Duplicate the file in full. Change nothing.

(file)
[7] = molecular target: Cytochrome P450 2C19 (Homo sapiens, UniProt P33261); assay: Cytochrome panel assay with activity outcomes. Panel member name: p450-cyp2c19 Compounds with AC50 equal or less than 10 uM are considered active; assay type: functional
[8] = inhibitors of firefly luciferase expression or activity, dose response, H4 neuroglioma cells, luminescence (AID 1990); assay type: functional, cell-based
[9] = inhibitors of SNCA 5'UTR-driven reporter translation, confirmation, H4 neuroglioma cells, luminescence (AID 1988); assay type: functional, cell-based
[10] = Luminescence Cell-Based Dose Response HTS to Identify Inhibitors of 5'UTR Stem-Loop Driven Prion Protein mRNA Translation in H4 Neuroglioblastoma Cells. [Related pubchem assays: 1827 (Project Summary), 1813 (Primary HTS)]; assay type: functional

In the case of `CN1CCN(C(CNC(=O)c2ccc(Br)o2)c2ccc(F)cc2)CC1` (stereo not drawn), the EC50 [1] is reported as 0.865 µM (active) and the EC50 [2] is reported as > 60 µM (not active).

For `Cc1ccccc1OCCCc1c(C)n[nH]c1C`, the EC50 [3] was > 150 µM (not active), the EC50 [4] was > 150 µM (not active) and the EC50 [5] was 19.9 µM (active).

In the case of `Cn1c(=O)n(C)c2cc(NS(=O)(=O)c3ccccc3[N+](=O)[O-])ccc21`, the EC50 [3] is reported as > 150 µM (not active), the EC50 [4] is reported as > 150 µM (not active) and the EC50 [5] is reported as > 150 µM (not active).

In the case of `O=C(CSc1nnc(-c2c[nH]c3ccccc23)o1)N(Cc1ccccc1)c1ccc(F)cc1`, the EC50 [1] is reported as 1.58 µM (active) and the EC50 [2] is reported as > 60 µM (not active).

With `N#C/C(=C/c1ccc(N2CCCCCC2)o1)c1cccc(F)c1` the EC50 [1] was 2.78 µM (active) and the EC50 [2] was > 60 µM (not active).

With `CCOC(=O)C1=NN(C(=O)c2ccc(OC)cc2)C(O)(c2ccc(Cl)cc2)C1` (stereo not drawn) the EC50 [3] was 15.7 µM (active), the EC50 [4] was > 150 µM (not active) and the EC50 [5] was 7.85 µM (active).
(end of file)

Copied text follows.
[7] = molecular target: Cytochrome P450 2C19 (Homo sapiens, UniProt P33261); assay: Cytochrome panel assay with activity outcomes. Panel member name: p450-cyp2c19 Compounds with AC50 equal or less than 10 uM are considered active; assay type: functional
[8] = inhibitors of firefly luciferase expression or activity, dose response, H4 neuroglioma cells, luminescence (AID 1990); assay type: functional, cell-based
[9] = inhibitors of SNCA 5'UTR-driven reporter translation, confirmation, H4 neuroglioma cells, luminescence (AID 1988); assay type: functional, cell-based
[10] = Luminescence Cell-Based Dose Response HTS to Identify Inhibitors of 5'UTR Stem-Loop Driven Prion Protein mRNA Translation in H4 Neuroglioblastoma Cells. [Related pubchem assays: 1827 (Project Summary), 1813 (Primary HTS)]; assay type: functional

In the case of `CN1CCN(C(CNC(=O)c2ccc(Br)o2)c2ccc(F)cc2)CC1` (stereo not drawn), the EC50 [1] is reported as 0.865 µM (active) and the EC50 [2] is reported as > 60 µM (not active).

For `Cc1ccccc1OCCCc1c(C)n[nH]c1C`, the EC50 [3] was > 150 µM (not active), the EC50 [4] was > 150 µM (not active) and the EC50 [5] was 19.9 µM (active).

In the case of `Cn1c(=O)n(C)c2cc(NS(=O)(=O)c3ccccc3[N+](=O)[O-])ccc21`, the EC50 [3] is reported as > 150 µM (not active), the EC50 [4] is reported as > 150 µM (not active) and the EC50 [5] is reported as > 150 µM (not active).

In the case of `O=C(CSc1nnc(-c2c[nH]c3ccccc23)o1)N(Cc1ccccc1)c1ccc(F)cc1`, the EC50 [1] is reported as 1.58 µM (active) and the EC50 [2] is reported as > 60 µM (not active).

With `N#C/C(=C/c1ccc(N2CCCCCC2)o1)c1cccc(F)c1` the EC50 [1] was 2.78 µM (active) and the EC50 [2] was > 60 µM (not active).

With `CCOC(=O)C1=NN(C(=O)c2ccc(OC)cc2)C(O)(c2ccc(Cl)cc2)C1` (stereo not drawn) the EC50 [3] was 15.7 µM (active), the EC50 [4] was > 150 µM (not active) and the EC50 [5] was 7.85 µM (active).